July was an important month for financial regulations as key regulators made crucial announcements. This happened as global stocks surged to the highest level in months while cryptocurrency consolidation continued. As an agency specialising in financial marketing, our team has rounded up the top regulation changes in July, and now we’re looking at what’s coming up in August 2023.
FCA and influencers
A key challenge in the financial industry is the growing influence of social media influencers. A few months ago, Kim Kardashian was fined $1.3 million by the Securities and Exchange Commission (SEC) for promoting a cryptocurrency.
Therefore, regulators have recently announced plans to regulate how influencers use social media to promote financial services. In a statement in July, the Financial Conduct Authority (FCA) said that it would ramp up its efforts to combat illegal and non-compliant financial promotions. The proposed regulations will regulate the information that companies and individuals use when promoting financial products online. In a statement, Lucy Castledine, the director of Consumer Investments at the FCA said:
We want people to stay on the right side of our rules, so we’re updating our guidance to clarify what we expect of firms when marketing financial products online. And for those touting products illegally, we will be taking action against you.
Ripple partial victory
The biggest regulatory story in July was the outcome of the SEC vs Ripple case in the United States. In a statement, the judge overseeing the case ruled that Ripple Labs and its executives had broke the law when raising cash in 2013. The judge also ruled that XRP was not a security.
The latter was important because of the confusion in the industry over the definition of a financial security or digital commodity. Regulators like the Commodity Futures Trading Commission (CFTC) and the SEC have long argued that Bitcoin was a digital commodity. But they questioned whether tokens like Cardano and Polygon were securities.
Therefore, the ruling helped to provide some clarity about which cryptocurrencies were commodities and which were securities.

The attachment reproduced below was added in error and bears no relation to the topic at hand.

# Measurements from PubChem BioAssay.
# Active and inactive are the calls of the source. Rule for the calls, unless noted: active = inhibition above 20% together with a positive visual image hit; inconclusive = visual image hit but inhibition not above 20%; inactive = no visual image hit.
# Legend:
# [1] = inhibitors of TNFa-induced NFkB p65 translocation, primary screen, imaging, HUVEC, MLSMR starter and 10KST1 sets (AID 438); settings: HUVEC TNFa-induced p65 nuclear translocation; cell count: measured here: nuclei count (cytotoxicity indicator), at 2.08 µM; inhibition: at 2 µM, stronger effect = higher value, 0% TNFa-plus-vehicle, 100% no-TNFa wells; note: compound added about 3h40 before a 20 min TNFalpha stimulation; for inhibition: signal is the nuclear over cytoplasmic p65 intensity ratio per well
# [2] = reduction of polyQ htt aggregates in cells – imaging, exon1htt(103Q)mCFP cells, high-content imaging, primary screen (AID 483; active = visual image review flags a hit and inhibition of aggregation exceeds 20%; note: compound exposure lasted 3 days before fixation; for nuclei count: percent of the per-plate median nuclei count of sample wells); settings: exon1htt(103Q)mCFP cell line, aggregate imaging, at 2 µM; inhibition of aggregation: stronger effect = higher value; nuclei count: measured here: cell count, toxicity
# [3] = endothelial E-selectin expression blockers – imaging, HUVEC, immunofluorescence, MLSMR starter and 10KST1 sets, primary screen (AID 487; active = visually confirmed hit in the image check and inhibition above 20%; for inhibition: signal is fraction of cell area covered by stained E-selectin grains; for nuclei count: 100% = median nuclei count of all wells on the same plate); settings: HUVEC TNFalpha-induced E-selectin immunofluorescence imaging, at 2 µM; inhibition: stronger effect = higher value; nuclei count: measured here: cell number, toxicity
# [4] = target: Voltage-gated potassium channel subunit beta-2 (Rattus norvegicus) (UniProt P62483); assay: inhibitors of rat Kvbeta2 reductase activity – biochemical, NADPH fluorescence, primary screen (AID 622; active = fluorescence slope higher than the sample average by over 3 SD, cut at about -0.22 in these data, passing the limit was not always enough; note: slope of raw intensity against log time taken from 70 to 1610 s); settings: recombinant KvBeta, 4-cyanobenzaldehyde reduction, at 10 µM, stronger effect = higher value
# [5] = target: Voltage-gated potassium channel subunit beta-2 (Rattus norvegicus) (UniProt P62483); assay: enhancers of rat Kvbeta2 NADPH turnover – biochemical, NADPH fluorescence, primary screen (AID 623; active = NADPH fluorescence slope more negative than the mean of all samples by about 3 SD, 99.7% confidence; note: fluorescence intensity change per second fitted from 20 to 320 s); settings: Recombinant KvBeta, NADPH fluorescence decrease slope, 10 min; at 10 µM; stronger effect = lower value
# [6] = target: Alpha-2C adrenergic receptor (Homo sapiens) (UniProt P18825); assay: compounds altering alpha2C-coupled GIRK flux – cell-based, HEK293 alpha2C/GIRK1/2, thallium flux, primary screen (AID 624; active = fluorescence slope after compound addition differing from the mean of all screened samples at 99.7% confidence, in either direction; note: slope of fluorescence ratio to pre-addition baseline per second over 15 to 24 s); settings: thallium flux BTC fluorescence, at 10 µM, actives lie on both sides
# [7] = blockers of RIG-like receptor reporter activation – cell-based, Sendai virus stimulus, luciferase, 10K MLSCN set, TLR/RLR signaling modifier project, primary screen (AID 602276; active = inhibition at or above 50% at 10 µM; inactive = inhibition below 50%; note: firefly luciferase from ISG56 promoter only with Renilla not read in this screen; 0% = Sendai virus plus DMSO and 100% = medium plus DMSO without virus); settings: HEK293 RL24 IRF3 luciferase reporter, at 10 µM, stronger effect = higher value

SEC blasts crypto exchanges
Following the heightened criticism over its role in the collapse of FTX, the SEC has taken an aggressive tone against cryptocurrency exchanges. It recently filed major lawsuits against Coinbase and Binance, two of the biggest players in the industry. In a new report by FT, the SEC had asked Coinbase to halt all crypto trading except Bitcoin.
The SEC continued to criticise exchanges in July. In an interview, Gary Gensler warned that many exchanges were providing securities without following the law. For example, he said that investors were not getting enough disclosures from the exchanges.
He stated that these platforms were often mixing funds and trading against traders in the market saying:
The platforms often are comingling and trading against you and have market makers that are on the other side of your trades. This is a field rife with fraud, rife with hucksters. There are good faith actors as well, but there are far too many that aren’t.
SEC makes AI proposals
Artificial intelligence is one of the fastest-growing themes this year. As a relatively new technology, growing adoption has caught many regulators off-guard. In a statement in July, the SEC proposed a new requirement to address the risks to investors from conflict of interest associated with using predictive data analytics by broker-dealers and investment advisors.
The rules mean that companies will need to evaluate and determine whether the use of certain technologies in investor interactions will have conflicts of interests that benefits companies ahead of the customers. As a result, companies will be required to eliminate or neutralise the effects of these conflicts. Also, it will have them have policies in place to address these issues.
UK banking regulations
Another important event that happened in July was in the UK, after Coutts controversially debanked Nigel Farage. The bank, which is owned by NatWest, decided to remove Nigel Farage as a customer in June. It attributed this to commercial reasons as well as social factors.
Other British banks then rejected Farage as a customer, leading to calls for new banking regulations to prevent people from being denied access to banking services. The proposed rules will make it difficult for banks to debank people. They will also force banks to provide more details about the accounts they deactivate.
FDIC warns banks
Meanwhile, in the United States, the Federal Deposit Insurance Corporation (FDIC) accused some banks of misreporting deposit data. In a letter, the regulator said that some banks had lowered the value of their uninsured deposits. A separate report by analysts at S&P Global noted that some banks had amended their financial statements to lower their uninsured deposits.
The announcement came as the US economy is dealing with the collapse of several banks in the US like Silicon Valley Bank, Signature Bank, and First Republic.
EU targets private credit
The European Union announced new measures to target the $1.5 trillion private credit industry. The bloc wants to limit the use of leverage, which officials believe will lead to more instability. Private debt funds and open-ended credit funds will face limits on the amount of borrowed funds they can invest. These measures will limit the actions of Wall Street firms like Apollo Global, Blackstone, and Carlyle. Regulators are concerned about the risks these companies present to the financial market as they are not regulated like banks.
If you enjoyed our Regulations Roundup August 2023, be sure to hit the share button. Love this type of content and want it for your FX broker or crypto exchange? Contact the Contentworks team for financial services content.